J2020F: With their children out of the house wouldn’t that mean they have more disposable income?

Pathfinder: Right – “to finance active lifestyles rich in travel, cultural events, exercise equipment and business media. These folks are also community activists who write politicians, volunteer for environmental groups and vote heavily in elections.”

J2020F: So, the most affluent Boomers, then are either with family, F1 or empty nesters, M1?

Pathfinder. Yes, and the next most affluent – an upper-middle-class segment, is the M2 group – again without children.

J2020F: They’ve reached the Double Nickel milestone, right? I can’t wait for their Claritas labels.

Pathfinder: Yes. Both of the remaining mature segments are older than 55. And, they come in the following six flavors: “14 New Empty Nests, 15 Pools & Patios, 21 Gray Power, 26 The Cosmopolitans, 27 Middleburg Managers and 28 Traditional Times.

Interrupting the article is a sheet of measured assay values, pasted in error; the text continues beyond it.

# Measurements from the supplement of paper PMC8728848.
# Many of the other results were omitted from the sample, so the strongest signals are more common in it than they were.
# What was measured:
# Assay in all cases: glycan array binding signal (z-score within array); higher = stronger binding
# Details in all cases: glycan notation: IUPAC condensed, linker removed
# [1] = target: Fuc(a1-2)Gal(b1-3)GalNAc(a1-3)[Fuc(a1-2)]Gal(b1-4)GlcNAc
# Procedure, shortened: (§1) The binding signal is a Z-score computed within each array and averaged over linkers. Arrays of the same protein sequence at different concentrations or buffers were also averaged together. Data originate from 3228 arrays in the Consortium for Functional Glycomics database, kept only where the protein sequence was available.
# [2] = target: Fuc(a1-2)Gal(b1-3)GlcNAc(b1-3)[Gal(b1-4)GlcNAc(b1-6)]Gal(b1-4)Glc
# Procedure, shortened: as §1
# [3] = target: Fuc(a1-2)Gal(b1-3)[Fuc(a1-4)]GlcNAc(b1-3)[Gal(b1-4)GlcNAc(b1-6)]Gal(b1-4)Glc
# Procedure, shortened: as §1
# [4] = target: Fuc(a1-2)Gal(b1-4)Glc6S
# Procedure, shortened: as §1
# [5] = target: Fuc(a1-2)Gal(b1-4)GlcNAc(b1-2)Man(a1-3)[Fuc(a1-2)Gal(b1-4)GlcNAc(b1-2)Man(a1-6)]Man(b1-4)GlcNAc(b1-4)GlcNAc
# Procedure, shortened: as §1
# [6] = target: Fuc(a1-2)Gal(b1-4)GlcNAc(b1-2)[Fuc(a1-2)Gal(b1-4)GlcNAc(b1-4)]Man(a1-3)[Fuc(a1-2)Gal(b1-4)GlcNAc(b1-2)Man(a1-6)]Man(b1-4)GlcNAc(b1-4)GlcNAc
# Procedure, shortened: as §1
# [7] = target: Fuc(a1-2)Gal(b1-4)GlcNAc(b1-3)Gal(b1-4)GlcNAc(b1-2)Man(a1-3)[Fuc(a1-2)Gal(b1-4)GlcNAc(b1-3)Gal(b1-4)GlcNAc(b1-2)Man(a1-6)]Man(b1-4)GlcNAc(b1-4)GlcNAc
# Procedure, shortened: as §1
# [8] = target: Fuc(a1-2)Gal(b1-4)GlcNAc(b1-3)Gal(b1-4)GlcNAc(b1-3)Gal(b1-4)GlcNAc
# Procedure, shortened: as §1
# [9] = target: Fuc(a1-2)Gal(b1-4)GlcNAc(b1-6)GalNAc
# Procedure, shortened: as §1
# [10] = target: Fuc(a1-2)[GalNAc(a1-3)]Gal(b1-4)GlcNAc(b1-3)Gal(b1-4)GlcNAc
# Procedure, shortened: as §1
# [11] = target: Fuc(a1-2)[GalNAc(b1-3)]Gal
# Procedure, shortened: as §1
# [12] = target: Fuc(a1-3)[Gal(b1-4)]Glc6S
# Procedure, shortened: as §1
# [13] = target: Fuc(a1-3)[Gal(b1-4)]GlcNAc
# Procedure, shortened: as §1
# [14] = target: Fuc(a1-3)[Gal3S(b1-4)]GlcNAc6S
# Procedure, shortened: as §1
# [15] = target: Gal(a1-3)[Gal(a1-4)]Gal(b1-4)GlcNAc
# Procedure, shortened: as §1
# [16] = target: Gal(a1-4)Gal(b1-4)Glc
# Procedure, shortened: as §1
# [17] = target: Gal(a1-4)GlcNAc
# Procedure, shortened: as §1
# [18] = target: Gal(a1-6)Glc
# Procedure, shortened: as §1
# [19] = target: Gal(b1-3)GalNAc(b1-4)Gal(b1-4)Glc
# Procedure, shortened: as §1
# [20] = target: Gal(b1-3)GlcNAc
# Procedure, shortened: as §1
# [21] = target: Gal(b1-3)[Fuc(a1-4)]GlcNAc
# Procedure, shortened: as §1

J2020F: So, let me guess. These might be couples living in older suburban homes with two cars in the driveway puttering around the house gardening and throwing barbecues for their neighbors?

Pathfinder: You are too good. They are the ”quiet comfort” group. They’re into “reading books, watching public television. When they go out, it’s often to a local museum, the theater or a casual-dining restaurant like the Olive Garden or Lone Star Steakhouse.”

J2020F: And how about the Cautious Couples – M3?

Pathfinder: See if you can guess from the seven lifestyle profiles: “38 Simple Pleasures, 39 Domestic Duos, 40 Close-In Couples, 41 Sunset City Blues, 43 Heartlanders, 46 Old Glories and 49 American Classics.

J2020F: Some college education, but they might be more blue-collar and in more rural areas?

Pathfinder: Age-wise, they’re over-55-year-old and are a mix of singles, couples and widows. To your point, they’re working-class and white, with some college education but with a high rate of homeownership.

J2020F: Are they homebodies too?

Pathfinder: Claritas says “they pursue sedate lifestyles. They have high rates for reading, travel, eating out at family restaurants and pursuing home-based hobbies like coin collecting and gardening.”